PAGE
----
AMEX Centurion Lounges Are a Victim of Their Own Success

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Airport lounges are a great place to unwind and enjoy plentiful seating, free drinks and snacks, and fast Wi-Fi – until they’re not.  And that’s what AMEX is facing with their ever-popular Centurion Lounges, which you can access if you have AMEX cards like the The Business Platinum Card® from American Express or The Platinum Card® from American Express.

Despite adding new locations at a rapid clip, and expanding others, it’s not enough.  The lounges are so popular, it’s hard to get a seat.  Or even get through the door!

Even newly-added restrictions aren’t enough to thin the crowds.  So what’s AMEX to do?

A Rare Glimpse of Open Seating at an AMEX Centurion Lounge

Let’s take a look at the current state of these popular lounges.

AMEX Can’t Keep up With Demand for Centurion Lounges

Link:   How to Find AMEX Platinum Airport Lounges

Every business wants to create a product they run out of because demand is so high.  But in the case of AMEX Centurion Lounges, when does the popularity begin to damper the experience for cardholders?  We might already be there, unfortunately.

Some lounges are limiting entry by timing a visit based on departure, charging for extra guests, and only accepting outbound boarding passes.  But it isn’t enough to improve the experience.

Finding a Seat Can Actually Be Stressful at Peak Travel Times.  That’s NOT What a Lounge Is Supposed to Do!

I give them credit for recent openings in Philadelphia and Hong Kong, and planned locations next year for Denver, Los Angeles, and New York-JFK.  They’re doing their best to keep up with the ravenous demand.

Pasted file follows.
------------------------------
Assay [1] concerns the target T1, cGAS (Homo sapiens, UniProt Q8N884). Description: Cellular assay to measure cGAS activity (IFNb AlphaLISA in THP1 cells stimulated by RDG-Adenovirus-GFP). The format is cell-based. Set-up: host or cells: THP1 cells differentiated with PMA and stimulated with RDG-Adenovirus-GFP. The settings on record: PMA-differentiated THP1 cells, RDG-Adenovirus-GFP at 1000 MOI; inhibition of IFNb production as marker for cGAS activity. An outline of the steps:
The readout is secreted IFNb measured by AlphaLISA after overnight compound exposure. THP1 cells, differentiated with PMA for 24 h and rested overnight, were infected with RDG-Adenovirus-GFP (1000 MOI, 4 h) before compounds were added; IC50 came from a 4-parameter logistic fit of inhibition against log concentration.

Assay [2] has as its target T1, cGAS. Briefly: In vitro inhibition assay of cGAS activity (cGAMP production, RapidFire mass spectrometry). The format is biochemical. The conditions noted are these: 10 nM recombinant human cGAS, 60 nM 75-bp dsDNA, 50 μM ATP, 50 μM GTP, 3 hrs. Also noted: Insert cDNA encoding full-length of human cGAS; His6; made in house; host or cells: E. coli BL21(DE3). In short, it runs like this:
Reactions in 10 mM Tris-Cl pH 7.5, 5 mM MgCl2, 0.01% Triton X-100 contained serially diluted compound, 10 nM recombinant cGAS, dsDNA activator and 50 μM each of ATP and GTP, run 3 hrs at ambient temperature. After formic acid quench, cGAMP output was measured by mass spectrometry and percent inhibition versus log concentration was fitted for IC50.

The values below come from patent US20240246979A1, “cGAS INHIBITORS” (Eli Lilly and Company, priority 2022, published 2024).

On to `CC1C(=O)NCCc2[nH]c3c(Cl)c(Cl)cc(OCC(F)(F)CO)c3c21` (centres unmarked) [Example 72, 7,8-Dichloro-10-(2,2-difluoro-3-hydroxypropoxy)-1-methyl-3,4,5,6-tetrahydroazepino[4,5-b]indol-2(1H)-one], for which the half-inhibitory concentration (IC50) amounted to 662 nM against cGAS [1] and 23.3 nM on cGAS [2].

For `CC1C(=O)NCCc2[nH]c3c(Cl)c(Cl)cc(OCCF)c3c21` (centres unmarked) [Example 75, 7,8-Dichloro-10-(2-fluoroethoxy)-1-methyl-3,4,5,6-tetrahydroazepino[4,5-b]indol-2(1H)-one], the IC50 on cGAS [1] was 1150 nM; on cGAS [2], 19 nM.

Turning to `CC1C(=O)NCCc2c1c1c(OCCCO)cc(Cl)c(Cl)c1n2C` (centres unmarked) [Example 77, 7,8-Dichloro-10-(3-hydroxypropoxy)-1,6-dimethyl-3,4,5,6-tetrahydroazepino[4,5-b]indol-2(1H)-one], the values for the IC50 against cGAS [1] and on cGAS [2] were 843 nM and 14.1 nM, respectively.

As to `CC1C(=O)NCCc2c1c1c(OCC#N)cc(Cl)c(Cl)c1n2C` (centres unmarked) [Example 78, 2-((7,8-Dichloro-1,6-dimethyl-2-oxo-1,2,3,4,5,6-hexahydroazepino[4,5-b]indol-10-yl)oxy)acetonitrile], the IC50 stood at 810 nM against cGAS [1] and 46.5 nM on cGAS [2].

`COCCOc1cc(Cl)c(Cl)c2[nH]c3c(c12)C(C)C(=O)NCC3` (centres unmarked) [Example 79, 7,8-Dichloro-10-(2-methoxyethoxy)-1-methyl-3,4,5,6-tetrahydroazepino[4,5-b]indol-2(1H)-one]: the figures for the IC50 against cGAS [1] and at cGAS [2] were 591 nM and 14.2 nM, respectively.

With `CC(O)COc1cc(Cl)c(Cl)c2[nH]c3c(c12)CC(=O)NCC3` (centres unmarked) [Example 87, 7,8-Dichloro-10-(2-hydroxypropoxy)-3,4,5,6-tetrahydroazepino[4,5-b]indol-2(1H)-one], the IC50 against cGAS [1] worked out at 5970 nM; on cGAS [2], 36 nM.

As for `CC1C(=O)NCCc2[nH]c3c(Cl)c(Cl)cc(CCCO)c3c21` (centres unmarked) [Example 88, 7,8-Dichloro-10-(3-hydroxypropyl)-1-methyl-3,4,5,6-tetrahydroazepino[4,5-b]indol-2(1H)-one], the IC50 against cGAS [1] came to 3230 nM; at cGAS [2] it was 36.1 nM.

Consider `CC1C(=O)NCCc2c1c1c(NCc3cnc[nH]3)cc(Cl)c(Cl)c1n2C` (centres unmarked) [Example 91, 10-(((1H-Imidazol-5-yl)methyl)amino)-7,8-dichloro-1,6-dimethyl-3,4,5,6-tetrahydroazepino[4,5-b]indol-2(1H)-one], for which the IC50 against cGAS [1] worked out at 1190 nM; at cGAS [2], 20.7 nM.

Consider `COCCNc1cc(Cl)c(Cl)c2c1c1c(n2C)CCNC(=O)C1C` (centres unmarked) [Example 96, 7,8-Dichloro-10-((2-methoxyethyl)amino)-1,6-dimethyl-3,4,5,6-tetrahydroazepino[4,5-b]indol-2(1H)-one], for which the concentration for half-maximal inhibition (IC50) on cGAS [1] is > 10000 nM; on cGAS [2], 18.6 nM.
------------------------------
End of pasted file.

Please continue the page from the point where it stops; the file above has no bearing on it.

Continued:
And I understand why folks want in.  They serve full meals, buffet-style, in most locations.  And serve fancy craft cocktails for the low price of $0.  Throw in a few other perks, like a mini spa treatments and oversized comfy chairs, and it’s easy to see why folks love spending time in an airport oasis.

Last time I was at the Centurion Lounge in Miami, it was standing room only.  I grabbed a drink and finished it while hunting for an open seat.  After circling a few times, I gave up and went to my gate to get some work done.  The noise level was comparable in both spots.  I lamented how popular the lounge was.  And how it was no longer a peaceful place to unwind, but actually a source of stress before flying.

Had a similar experience at the New York- La Guardia location, too…

What’s AMEX to Do?

There was talk about letting cardholders book a spot in advance via the AMEX app.  But that hasn’t been confirmed yet.

They’ve already limited entry to folks with The Platinum Card® from American Express, one of its personal cards, or The Business Platinum Card® from American Express.  If you have another AMEX card, they won’t even sell you a day pass any more.

One solution would be to simply limit the number of visits for cardholders.  Because right now, you can get unlimited visits (if you can get through the door).

The Easiest Solution Would Be to Put a Cap on Visits

Someone who travels every week for work could theoretically use the perk 100+ times per year if they visit the lounge before and after each flight.  Adding a weekly, monthly, or even yearly cap would prevent folks from popping in and taking up a seat for quick visits.

And if you went over your number of allotted visits, you could get entry if space allows, or pay a fee to get in.

As it stands, I don’t mind that AMEX is limiting entry to within 2 to 3 hours of a flight’s scheduled departure.  That prevents people from holding seats and tables for several hours.

What else could AMEX do to prevent overcrowding in their lounges?  Have you had a good or bad experience at a Centurion Lounge lately?

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Million Mile Secrets is a contributor to Million Mile Secrets, he covers topics on points and miles, credit cards, airlines, hotels, and general travel.

Editorial Note: We're the Million Mile Secrets team. And we're proud of our content, opinions and analysis, and of our reader's comments. These haven’t been reviewed, approved or endorsed by any of the airlines, hotels, or credit card issuers which we often write about. And that’s just how we like it! :)

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